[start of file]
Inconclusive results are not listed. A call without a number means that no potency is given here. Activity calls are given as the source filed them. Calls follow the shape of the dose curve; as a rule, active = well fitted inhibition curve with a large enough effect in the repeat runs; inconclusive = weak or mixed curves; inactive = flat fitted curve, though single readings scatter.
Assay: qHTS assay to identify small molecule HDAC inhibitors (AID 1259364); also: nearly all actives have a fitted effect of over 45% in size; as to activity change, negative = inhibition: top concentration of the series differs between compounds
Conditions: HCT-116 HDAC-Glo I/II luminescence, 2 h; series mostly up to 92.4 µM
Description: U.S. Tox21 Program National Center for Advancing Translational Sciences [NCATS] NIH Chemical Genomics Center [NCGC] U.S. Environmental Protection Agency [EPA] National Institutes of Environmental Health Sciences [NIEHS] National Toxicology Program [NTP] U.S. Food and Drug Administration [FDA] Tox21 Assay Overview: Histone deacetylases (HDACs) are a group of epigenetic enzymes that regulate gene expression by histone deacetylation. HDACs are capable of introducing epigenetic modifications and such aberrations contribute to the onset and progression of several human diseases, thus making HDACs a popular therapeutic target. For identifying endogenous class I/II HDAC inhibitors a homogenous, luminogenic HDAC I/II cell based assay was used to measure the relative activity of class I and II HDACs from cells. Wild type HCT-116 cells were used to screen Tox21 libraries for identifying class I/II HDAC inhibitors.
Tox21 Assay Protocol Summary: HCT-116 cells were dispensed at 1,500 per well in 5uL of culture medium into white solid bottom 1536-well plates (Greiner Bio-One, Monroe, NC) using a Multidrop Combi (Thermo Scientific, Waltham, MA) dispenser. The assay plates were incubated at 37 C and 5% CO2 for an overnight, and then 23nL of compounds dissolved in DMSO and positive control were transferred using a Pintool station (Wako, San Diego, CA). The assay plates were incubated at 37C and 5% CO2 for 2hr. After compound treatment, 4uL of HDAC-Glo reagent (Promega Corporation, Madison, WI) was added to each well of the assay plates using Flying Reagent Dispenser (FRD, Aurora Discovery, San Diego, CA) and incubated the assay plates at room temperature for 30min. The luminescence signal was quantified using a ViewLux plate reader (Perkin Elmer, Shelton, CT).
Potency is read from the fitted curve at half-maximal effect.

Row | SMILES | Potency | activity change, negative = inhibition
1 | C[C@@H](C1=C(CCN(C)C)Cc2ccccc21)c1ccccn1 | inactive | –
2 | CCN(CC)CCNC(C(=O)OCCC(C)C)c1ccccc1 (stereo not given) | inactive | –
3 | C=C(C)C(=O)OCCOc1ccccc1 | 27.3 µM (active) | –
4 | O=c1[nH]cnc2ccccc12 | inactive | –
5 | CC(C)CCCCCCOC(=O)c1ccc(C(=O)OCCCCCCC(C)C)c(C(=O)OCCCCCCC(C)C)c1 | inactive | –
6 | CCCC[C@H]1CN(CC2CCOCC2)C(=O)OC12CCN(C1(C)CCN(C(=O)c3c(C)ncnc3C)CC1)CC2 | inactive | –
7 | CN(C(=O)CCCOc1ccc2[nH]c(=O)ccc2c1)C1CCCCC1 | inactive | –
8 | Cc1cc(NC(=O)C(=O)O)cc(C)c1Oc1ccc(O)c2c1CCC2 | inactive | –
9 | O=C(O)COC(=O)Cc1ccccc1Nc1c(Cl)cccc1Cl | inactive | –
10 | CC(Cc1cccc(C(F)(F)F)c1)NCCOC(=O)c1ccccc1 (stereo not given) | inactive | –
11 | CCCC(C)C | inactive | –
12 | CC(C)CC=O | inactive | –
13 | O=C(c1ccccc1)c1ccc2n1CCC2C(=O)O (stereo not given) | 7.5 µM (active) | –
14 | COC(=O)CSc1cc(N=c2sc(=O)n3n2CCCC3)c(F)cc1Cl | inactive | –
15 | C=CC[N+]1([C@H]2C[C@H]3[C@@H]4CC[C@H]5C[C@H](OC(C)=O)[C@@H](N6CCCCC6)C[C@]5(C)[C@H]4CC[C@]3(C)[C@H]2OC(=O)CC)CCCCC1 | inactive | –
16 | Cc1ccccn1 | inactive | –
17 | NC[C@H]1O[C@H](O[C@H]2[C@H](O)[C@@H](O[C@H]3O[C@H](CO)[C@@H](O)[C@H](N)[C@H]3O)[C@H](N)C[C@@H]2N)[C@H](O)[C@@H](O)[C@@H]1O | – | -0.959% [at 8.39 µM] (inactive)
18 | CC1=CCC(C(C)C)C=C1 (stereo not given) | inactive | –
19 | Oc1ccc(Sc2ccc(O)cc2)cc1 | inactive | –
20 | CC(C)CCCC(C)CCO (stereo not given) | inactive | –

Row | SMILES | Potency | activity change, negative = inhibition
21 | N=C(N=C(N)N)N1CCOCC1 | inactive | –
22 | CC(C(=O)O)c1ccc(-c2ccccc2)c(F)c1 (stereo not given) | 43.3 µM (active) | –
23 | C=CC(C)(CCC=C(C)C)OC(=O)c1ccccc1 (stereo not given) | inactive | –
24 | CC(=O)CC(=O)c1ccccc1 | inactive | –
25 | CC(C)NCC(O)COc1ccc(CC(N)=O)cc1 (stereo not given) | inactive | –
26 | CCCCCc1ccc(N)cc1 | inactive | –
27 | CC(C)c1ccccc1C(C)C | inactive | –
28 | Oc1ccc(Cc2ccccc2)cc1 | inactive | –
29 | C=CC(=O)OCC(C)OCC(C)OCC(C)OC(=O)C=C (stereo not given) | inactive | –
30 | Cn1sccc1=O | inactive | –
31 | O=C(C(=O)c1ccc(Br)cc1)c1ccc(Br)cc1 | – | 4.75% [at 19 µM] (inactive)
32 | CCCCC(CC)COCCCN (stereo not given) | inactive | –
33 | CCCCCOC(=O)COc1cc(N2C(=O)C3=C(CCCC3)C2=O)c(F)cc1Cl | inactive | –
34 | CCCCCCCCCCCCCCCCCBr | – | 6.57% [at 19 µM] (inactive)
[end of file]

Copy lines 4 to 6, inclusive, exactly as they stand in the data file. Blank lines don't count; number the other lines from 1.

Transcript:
Description: U.S. Tox21 Program National Center for Advancing Translational Sciences [NCATS] NIH Chemical Genomics Center [NCGC] U.S. Environmental Protection Agency [EPA] National Institutes of Environmental Health Sciences [NIEHS] National Toxicology Program [NTP] U.S. Food and Drug Administration [FDA] Tox21 Assay Overview: Histone deacetylases (HDACs) are a group of epigenetic enzymes that regulate gene expression by histone deacetylation. HDACs are capable of introducing epigenetic modifications and such aberrations contribute to the onset and progression of several human diseases, thus making HDACs a popular therapeutic target. For identifying endogenous class I/II HDAC inhibitors a homogenous, luminogenic HDAC I/II cell based assay was used to measure the relative activity of class I and II HDACs from cells. Wild type HCT-116 cells were used to screen Tox21 libraries for identifying class I/II HDAC inhibitors.
Tox21 Assay Protocol Summary: HCT-116 cells were dispensed at 1,500 per well in 5uL of culture medium into white solid bottom 1536-well plates (Greiner Bio-One, Monroe, NC) using a Multidrop Combi (Thermo Scientific, Waltham, MA) dispenser. The assay plates were incubated at 37 C and 5% CO2 for an overnight, and then 23nL of compounds dissolved in DMSO and positive control were transferred using a Pintool station (Wako, San Diego, CA). The assay plates were incubated at 37C and 5% CO2 for 2hr. After compound treatment, 4uL of HDAC-Glo reagent (Promega Corporation, Madison, WI) was added to each well of the assay plates using Flying Reagent Dispenser (FRD, Aurora Discovery, San Diego, CA) and incubated the assay plates at room temperature for 30min. The luminescence signal was quantified using a ViewLux plate reader (Perkin Elmer, Shelton, CT).
Potency is read from the fitted curve at half-maximal effect.